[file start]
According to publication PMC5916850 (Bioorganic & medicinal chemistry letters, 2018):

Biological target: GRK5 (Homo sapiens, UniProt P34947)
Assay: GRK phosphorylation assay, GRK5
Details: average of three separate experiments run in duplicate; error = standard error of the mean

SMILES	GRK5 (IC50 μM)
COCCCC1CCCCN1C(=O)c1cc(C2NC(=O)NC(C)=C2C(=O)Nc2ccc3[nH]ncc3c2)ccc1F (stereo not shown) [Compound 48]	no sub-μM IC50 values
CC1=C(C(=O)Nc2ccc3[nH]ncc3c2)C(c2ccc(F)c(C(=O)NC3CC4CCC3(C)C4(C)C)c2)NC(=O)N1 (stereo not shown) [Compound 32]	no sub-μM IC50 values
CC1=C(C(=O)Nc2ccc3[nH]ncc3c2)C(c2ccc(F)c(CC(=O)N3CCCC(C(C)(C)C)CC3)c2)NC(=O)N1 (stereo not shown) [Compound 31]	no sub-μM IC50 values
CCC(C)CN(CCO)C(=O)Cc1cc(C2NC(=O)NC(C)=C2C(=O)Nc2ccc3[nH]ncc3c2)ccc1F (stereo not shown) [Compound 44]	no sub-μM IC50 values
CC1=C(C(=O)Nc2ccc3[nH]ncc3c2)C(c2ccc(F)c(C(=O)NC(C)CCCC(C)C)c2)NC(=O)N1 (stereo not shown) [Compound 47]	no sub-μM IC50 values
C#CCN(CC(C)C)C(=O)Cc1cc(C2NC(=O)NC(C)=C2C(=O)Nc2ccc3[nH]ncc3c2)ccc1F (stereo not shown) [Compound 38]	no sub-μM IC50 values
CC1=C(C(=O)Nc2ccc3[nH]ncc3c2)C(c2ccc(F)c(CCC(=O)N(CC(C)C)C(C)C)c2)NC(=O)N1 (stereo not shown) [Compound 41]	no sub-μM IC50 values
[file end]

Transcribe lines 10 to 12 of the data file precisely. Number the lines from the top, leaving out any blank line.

CC1=C(C(=O)Nc2ccc3[nH]ncc3c2)C(c2ccc(F)c(C(=O)NC(C)CCCC(C)C)c2)NC(=O)N1 (stereo not shown) [Compound 47]	no sub-μM IC50 values
C#CCN(CC(C)C)C(=O)Cc1cc(C2NC(=O)NC(C)=C2C(=O)Nc2ccc3[nH]ncc3c2)ccc1F (stereo not shown) [Compound 38]	no sub-μM IC50 values
CC1=C(C(=O)Nc2ccc3[nH]ncc3c2)C(c2ccc(F)c(CCC(=O)N(CC(C)C)C(C)C)c2)NC(=O)N1 (stereo not shown) [Compound 41]	no sub-μM IC50 values